Additionally competitors – There seems to be a fairly low barrier to entry, and a number of users maintain their accounts on more than one app. How does Tinder keep a users interest live on their app.

  3. Aditya raises two great points. A business model that loses users if the product is successful doesn’t seem sustainable. Unfortunately, it seems like this isn’t a problem – user numbers are growing, which could imply one of two things:

    1) Tinder isn’t an effective tool to achieve it’s goal of romantic connectivity. or
    2) Tinder is effective, but success is defined by leading to a short term romantic connection, after which the user returns to the app.

    I believe the latter is what’s going on here, which leads to my main issue with the app: it risks being branded as a “Hook Up” app. Maybe Match knows that, and actively positions Tinder in that way. However, this leads to some degree of social stigma. There seems to be a fine line between social media sites / apps that help users find relationships, and those that merely seek to generate short term connections. There’s a nuanced difference between saying, “We met on Match.com” and “We met on Tinder.” This doesn’t mean their business and operating models are misaligned, but I do think that stigma is something Tinder should avoid.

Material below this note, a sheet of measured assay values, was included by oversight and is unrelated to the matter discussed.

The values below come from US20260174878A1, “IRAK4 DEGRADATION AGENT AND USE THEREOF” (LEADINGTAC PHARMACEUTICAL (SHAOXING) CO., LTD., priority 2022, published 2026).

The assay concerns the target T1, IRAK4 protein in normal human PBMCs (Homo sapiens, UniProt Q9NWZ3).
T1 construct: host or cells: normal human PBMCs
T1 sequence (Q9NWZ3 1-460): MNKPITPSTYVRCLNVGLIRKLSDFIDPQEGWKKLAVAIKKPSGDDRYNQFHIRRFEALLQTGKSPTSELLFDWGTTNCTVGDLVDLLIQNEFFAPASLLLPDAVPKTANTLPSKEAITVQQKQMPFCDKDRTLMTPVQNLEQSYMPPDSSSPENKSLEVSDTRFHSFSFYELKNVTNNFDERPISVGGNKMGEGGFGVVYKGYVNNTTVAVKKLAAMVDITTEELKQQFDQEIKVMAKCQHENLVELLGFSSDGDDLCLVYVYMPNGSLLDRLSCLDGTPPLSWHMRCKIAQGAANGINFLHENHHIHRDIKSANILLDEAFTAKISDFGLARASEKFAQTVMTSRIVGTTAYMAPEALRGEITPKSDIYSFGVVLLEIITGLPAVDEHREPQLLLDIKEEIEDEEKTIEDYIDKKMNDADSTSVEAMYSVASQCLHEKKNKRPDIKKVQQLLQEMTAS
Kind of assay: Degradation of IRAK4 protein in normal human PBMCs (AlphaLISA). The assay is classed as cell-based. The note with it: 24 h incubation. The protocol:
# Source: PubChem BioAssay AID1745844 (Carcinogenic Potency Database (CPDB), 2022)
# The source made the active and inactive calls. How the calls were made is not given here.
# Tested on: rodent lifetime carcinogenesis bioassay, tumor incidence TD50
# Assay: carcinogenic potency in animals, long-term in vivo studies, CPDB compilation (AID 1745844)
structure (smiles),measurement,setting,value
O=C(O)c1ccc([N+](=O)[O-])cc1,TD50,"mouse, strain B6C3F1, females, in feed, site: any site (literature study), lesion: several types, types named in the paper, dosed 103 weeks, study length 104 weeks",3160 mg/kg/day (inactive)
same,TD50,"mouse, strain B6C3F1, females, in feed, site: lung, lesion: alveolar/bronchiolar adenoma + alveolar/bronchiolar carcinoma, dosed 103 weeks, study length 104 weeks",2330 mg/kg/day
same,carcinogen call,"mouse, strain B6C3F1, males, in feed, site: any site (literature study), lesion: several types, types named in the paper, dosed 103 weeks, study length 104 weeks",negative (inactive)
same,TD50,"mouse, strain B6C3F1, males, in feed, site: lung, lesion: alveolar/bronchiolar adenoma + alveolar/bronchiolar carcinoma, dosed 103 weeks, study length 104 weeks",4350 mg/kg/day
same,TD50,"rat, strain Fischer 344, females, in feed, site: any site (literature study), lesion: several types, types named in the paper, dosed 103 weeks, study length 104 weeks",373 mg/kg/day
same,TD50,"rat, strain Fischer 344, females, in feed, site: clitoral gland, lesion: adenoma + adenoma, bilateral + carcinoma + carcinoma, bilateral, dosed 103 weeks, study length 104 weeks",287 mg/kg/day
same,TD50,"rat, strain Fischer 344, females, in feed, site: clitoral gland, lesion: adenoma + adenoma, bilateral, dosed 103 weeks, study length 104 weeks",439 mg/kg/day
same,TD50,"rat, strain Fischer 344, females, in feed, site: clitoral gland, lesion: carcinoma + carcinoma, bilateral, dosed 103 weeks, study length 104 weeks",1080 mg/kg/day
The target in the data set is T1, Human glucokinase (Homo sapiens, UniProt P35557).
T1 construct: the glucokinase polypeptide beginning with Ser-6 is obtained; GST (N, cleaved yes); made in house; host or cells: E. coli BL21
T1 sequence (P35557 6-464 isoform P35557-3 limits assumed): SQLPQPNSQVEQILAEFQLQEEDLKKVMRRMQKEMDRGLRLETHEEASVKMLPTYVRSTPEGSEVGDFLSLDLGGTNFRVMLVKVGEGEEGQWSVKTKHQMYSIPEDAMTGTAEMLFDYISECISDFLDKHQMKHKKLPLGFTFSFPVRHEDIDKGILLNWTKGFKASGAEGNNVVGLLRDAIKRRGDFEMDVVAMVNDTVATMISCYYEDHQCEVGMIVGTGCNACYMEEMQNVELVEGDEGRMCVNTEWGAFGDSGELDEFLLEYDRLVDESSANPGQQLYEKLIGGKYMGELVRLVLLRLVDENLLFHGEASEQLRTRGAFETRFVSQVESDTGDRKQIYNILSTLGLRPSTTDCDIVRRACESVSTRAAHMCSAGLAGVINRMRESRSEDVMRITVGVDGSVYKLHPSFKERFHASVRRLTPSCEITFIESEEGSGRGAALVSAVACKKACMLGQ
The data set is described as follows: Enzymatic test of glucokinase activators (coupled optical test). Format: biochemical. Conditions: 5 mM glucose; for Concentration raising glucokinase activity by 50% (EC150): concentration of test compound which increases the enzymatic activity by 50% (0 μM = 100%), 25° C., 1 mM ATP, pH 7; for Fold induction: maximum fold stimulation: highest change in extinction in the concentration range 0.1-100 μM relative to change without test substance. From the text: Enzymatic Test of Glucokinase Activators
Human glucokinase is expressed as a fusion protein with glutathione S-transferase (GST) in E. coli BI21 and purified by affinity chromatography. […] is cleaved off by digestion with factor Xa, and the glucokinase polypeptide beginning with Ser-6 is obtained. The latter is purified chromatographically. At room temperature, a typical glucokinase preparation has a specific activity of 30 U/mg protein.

4. CT6000 and Aditya’s points are valid. Even more so as we try to understand the monetization model: most of the revenues will come from “serious” users who are willing to pay for a suscription. In all likelihood, these type of users will only invest their money in a site where they believe they are likely to find a long-term relation. If Tinder gets labeled as a “hook-up” app, the user base will be much more casual, as these users are likely to switch easily between competitors and unlikely to commit to a monthly suscription fee, thus losing its main revenue source, and risking to follow the fate of many apps that were unable to successfully monetize its business model.

  5. I clearly see the potential for growth of this business. I think the biggest asset is “credibility” which are guaranteed by affiliation with Facebook. My concern here is their monetization strategy seems a bit week, despite its very strong attraction for users. Monthly subscription and campaign only is a bit underestimating the potential for monetization from this business.

  6. Great pick, great article.
    (1) I don’t think that a matching company with flame in their logo is aiming to form romantic relationships. (2) There is circulation in terms of number of people in “the relationship funnel”. As Tinder pushes new people in, there sure will be some other users joining the potential customer base. So, after reaching a critical mass, tinder will easily be the established brand of this market as Facebook. It needs to add ancillary products like Facebook did to renovate itself, keep the user attention on and to strengthen company’s position in dating market. Secondary struggle will be connecting these new products to monetization instruments. Do you know any plans around how company is planning to expand its product offering and its monetization instruments?
    Thanks again for the very interesting article. It is particularly intriguing after having the Facebook case in class

Leave a comment